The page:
This week the White House announced in a news release that the U.S. and Argentina have reached an agreement that will allow U.S. pork to be exported to Argentina for the first time since 1992.
Brazil is currently Argentina’s primary supplier of imported pork, and will likely export about 32,000 metric tons (mt) of pork to Argentina this year, valued at about $95 million. Argentina is 90 percent self-sufficient in pork production but based on past performance, the Argentine pork market has room for further import growth, as imports were as high as 47,000 mt in 2011. After importing very low volumes from 2012 through 2015, imports rebounded last year to nearly 27,000 mt. Brazil captured more than 90 percent of the market, with the remainder provided by European suppliers (mainly frozen pork from Denmark, and cured products from Spain and Italy). This upward trend in imports has continued in 2017, as Argentina’s imports through May were up 75 percent year-over-year in volume (15,418 mt) and nearly doubled in value ($49.1 million, up 97 percent).
Argentina’s per capita pork consumption has grown rapidly over the past several years, increasing 57 percent since 2011 to an estimated 13.5 kg this year (carcass weight equivalent), based on USDA estimates. This compares to beef consumption at 56.7 kg and poultry at 43.9 kg, but beef consumption is well off its highs of the early 2000s and poultry consumption has increased only 18 percent since 2011. USMEF expects there will be demand in the Argentine market for U.S. pork – such as hams, picnics and trimmings – to be used as raw material for further processing, but also the potential to build demand for U.S.-produced processed products.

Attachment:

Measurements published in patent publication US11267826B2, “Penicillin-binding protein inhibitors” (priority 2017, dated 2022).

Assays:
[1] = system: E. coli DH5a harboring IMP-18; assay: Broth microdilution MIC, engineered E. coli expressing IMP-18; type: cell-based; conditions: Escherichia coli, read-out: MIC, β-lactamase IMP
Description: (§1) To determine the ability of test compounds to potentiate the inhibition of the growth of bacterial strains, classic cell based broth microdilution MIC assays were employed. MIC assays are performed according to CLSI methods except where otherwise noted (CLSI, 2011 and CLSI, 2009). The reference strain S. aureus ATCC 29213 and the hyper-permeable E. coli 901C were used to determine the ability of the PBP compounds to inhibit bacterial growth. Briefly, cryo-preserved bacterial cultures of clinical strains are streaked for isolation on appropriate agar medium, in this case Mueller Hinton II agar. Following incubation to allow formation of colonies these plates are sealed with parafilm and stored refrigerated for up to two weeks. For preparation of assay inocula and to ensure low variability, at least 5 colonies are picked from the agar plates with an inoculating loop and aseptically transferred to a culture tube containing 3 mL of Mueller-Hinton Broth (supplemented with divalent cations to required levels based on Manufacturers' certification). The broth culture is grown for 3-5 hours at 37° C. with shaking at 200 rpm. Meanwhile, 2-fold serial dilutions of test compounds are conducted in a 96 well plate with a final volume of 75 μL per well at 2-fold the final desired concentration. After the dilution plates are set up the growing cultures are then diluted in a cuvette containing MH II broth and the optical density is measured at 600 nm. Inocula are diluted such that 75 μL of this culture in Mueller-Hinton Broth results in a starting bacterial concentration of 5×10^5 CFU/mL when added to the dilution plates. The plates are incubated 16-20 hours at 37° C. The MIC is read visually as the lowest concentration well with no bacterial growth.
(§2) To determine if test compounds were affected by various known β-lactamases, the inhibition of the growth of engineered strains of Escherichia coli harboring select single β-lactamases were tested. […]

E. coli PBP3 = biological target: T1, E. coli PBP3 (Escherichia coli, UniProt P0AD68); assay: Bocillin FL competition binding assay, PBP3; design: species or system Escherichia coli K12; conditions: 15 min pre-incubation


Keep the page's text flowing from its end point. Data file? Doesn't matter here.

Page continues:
While the White House announcement is a very positive development for the U.S. industry, it is important to note that several steps remain before pork shipments to Argentina can begin. The news release notes that Argentine food safety officials will visit the U.S. to conduct on-site verification of the meat inspection system, and that exports will resume once any outstanding technical issues are resolved. USMEF will report further on these steps, and on any updates to the Food Safety and Inspection Service (FSIS) Export Library for Argentina, when more details become available.